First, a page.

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HISTORY

OF

MASSACHUSETTS.

CHAPTER I.
R I.

Discovery of North America-Causes of Emigrating to America-Character and Adventures of the Plymouth Pilgrims-Claim to America by Kings of England-Patents and Grants-The Native Indians-Civil Compact at Cape Cod-Settlement of Wessaguscus and Mount Wollaston-Morton, Lyford, Oldham, Conant, Blaxton, Cape Ann, Salem, Endicott, Charlestown, Sprague-Arrivals in 1629-Higginson, Skelton-Salem ChurchOpinions of the Errors of Church of England-Buildings at Salem--State and Number of Indians-Arrival of Winthrop and Company at Charlestown, Johnson at Boston, Saltonstal at Watertown, Pynchon at Roxbury, Wilson and Phillips, Warham and Maverick-Settlement of Boston-Tax on the several Plantations-Death of Johnson-Eminent FemalesFriendly Connexion with Plymouth-Patent, Formation of Company in England-First Court of Governor and Assistants at CharlestownChurch Government-Purchases of Indians-Fortified Town-Early Sickness in the Colony-Execution for Murder in Plymouth-Power and Influence of Clergy, of Assistants and Freemen-First Vessel built by Gov. Winthrop-Tax on the Colony and Committees, or DeputiesWatertown objects-Dudley Governor-A few Disaffected-Character of First Settlers, and love of Liberty.

IN 1497, about four years and a half after Columbus first discovered the West India Islands, and before he visited the Continent, John and Sebastian Cabot sailed from England, and made the coasts of North America, in latitude 45 north. They proceeded northward to the 60th degree, and south to the 38th. But it is not certain that they landed on, or discovered any part of the country included in what is now Massachusetts.* Bartholomew Gosnold was, probably, the first

* According to Ramusio, Cabot stated, "that, having proceeded as far north as 56° under the pole, and despairing of finding a passage, (to India,) he turned back to search for the same towards the equinoctial, always with a view of finding a passage to India, and at last reached the country called Florida." This was Sebastian Cabot, and in his second voyage, 1498, And he might have entered some bays on the coast.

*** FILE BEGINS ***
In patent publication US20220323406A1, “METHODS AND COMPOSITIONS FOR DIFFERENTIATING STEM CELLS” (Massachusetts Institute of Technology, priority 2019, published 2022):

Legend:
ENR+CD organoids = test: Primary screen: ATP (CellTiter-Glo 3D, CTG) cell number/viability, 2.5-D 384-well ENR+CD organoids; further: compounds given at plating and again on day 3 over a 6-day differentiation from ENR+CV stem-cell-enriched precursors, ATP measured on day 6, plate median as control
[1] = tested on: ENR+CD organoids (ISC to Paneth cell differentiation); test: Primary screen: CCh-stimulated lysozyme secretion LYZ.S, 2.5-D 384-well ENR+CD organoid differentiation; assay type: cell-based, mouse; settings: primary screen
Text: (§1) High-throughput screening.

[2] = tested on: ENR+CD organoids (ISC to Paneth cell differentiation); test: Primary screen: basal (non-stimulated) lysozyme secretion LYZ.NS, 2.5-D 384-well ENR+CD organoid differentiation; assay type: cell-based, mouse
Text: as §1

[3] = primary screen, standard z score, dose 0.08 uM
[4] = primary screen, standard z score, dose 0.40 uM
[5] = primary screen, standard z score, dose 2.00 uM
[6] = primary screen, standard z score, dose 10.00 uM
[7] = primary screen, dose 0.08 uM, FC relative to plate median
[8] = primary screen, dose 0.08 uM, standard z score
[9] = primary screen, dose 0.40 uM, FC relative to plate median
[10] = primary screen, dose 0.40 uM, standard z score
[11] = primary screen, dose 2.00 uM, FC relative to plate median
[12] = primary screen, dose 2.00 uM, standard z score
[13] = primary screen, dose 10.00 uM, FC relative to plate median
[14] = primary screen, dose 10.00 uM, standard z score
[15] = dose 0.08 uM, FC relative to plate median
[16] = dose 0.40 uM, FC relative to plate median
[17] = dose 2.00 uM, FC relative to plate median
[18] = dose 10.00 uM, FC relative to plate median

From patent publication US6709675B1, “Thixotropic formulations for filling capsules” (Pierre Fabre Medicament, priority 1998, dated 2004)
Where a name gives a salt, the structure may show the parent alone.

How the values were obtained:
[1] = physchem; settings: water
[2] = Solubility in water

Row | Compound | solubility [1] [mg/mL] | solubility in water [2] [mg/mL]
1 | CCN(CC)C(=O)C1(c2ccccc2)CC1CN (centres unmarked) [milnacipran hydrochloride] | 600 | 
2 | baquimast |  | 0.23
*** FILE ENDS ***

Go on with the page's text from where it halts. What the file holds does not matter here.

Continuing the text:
European who landed on its coasts, which was in the year 1602. He visited the Elizabeth Islands, in Buzzard's Bay, and the Vineyard, and probably, also, the main land, which is within the limits of the present town of Dartmouth. The whole country, from Florida to Newfoundland, was then known by the name of Virginia; and the part still so called was first settled by the English in 1585. At first, Gosnold proposed a permanent settlement on these islands; but his men soon became dissatisfied with the plan, and he returned to England the same year. In this voyage, Gosnold also discovered the southeastern parts of Cape Cod.

In the Spring of 1603, Martin Pring and William Brown, under the direction and by the permission of Sir Walter Raleigh, in two vessels, one of fifty tons, and one of twenty-six, with thirty men in the largest, and thirteen in the smaller, fell in with the coasts of North Virginia, in latitude 43; and thence, sailing south, visited Cape Cod, and passed round it to latitude 41, where they landed and remained several weeks, in the month of June, and then returned to England.

Captain George Weymouth was employed by Lord Arundel to visit North Virginia in 1605, who discovered the coast in latitude 41. 80. And Henry Challons was sent out soon after to make discoveries, but was attacked by the Spaniards, and his vessel and property confiscated. Afterwards, in 1614, Captain John Smith, whose exploits in Virginia have been often celebrated, and who had been a great traveller in the extreme eastern parts of Europe, sailed along the coasts of Massachusetts, and made more discoveries of the islands and harbors than any one had done before. On his return, soon after, and at his suggestion, the name of New England was given to this part of the country, hitherto called North Virginia, by the Prince of Wales, afterwards Charles I. king of Great Britain. There is no proof, however, that Smith entered many of the harbors, in this voyage.

Four years later Thomas Dermer was sent to the coasts of New England, by Sir Ferdinando Gorges, in a ship of two hundred tons; and with him, Squanto, (or Tisquantum,) an Indian native of the country, who had been decoyed and carried to England by one Hunt, formerly in the employment of Captain Smith. It is probable, that in his second voyage, in 1619, Captain Dermer visited Boston and Plymouth harbors. The country was then thinly inhabited; it being only two or three years after the prevalence of a very mortal disease among the natives.

The great design of these voyages was the acquisition of

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